Living with Chronic Pain

The Personal Health Information Protection Act (PHIPA) of Canada


Each province or territory in Canada has specific laws to protect individuals’ private health information from being shared without their consent. The Personal Health Information Protection Act (the name slightly differs by province or territory) protects information such as name, age, identification numbers, income, ethnicity, blood type, evaluations, opinion, social status, etc. This protection applies to documents (recorded in writing, print, audio tape, or film) held by any health information custodian (HIC).

Health information custodians

The Personal Health Information Protection Act (PHIPA) defines seven categories of health information custodians. The Act ensures that custodians treat all personal health information as confidential to maintain its security. The definition of an HIC may differ according to each province or territory, but health information custodians generally include the following:

  • Hospitals and other health facilities
  • Pharmacies
  • Laboratories
  • Health care practitioners (anyone who provides health care for payment exchange, publicly funded or not)
  • Medical officers of health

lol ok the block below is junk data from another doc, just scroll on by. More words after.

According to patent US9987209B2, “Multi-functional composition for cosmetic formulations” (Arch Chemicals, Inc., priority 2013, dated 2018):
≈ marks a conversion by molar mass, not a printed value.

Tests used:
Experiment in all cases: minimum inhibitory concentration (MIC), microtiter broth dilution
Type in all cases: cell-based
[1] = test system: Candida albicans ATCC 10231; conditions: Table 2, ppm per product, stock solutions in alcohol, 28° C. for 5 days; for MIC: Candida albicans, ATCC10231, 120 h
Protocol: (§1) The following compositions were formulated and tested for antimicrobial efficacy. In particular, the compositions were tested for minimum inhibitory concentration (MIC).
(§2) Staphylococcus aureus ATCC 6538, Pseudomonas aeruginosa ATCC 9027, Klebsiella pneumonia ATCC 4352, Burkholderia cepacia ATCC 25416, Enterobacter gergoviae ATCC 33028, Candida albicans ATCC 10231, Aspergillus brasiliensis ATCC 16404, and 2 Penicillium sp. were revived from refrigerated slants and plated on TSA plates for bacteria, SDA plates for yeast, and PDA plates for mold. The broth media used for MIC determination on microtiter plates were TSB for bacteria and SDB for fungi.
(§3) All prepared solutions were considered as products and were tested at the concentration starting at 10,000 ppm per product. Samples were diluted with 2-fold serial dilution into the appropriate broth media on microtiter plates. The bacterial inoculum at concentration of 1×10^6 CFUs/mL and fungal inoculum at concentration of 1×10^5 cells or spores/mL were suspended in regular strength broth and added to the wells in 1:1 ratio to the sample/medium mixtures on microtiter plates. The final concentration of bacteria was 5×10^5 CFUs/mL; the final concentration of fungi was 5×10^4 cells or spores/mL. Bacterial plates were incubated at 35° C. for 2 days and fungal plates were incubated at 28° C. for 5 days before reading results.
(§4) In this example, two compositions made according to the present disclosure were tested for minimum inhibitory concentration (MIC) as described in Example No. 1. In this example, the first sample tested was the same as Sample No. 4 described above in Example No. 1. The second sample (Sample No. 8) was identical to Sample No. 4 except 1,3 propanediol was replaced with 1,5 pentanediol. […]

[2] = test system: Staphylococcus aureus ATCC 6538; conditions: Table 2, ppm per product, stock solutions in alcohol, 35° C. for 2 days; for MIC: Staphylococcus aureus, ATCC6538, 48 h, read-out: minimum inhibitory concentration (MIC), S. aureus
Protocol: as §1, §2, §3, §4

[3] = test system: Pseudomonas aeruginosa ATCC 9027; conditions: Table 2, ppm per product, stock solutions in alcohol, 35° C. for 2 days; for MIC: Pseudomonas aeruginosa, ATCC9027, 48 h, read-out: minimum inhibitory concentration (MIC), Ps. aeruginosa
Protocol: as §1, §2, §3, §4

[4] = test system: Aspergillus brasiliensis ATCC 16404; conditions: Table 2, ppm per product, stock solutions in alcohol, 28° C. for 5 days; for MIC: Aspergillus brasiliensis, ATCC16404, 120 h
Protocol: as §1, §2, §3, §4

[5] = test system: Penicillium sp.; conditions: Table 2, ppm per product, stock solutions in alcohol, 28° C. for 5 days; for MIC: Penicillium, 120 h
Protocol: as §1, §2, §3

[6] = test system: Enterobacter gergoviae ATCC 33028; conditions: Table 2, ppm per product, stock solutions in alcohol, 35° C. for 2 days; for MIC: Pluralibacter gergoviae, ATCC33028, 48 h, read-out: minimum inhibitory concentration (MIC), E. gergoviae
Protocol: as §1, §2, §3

• Long-term care providers
  • Community care access corporations


Certain restrictions on the use and disclosure of personal information must also be followed by agents and service providers of the custodian. Generally, consent is required:

  • for the collection, usage, and disclosure of personal health information, unless the PHIPA of the province allows the use without consent.
  • for the purpose of proceeding.
  • for the purpose of obtaining payment for health care or related health services.
  • for the purpose of research (conditions apply).
  • if required by law.

Specific rules, guidelines, and conditions are provided in each province or territory for marketing, fundraising or research purposes.


If an individual identifies an error in their personal health records, they can file a written request to the health information custodian responsible for the error. If an individual believes the Act has been contravened by an HIC, they can file a complaint with the Privacy Commissioner of their province or territory.

Additional resource: Information and Privacy Commissioner of Ontario

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